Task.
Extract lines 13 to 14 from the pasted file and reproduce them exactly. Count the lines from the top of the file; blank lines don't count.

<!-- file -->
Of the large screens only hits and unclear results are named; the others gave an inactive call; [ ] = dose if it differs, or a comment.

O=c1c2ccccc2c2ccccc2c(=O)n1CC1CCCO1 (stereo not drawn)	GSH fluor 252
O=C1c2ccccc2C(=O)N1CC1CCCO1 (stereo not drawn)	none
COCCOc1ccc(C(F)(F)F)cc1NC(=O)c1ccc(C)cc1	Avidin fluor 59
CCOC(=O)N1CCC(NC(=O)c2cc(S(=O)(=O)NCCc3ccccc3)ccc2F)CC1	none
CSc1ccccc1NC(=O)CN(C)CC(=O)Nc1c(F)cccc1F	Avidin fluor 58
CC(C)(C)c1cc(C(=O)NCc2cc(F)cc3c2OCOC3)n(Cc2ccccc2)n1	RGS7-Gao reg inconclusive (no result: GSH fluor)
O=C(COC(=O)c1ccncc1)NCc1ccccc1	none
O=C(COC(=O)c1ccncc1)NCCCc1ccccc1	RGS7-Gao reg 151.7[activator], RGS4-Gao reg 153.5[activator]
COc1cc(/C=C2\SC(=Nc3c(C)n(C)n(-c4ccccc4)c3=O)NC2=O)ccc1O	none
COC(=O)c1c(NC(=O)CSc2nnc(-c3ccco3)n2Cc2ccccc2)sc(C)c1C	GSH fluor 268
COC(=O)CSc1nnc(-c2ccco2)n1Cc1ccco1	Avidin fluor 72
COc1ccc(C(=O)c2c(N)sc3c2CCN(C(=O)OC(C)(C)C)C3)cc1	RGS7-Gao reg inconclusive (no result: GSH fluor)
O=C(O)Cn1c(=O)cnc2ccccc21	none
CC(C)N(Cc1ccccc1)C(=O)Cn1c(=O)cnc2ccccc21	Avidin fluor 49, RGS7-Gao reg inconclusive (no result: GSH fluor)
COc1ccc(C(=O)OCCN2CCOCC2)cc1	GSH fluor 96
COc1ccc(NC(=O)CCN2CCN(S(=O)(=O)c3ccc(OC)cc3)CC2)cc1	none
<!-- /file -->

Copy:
COc1ccc(C(=O)c2c(N)sc3c2CCN(C(=O)OC(C)(C)C)C3)cc1	RGS7-Gao reg inconclusive (no result: GSH fluor)
O=C(O)Cn1c(=O)cnc2ccccc21	none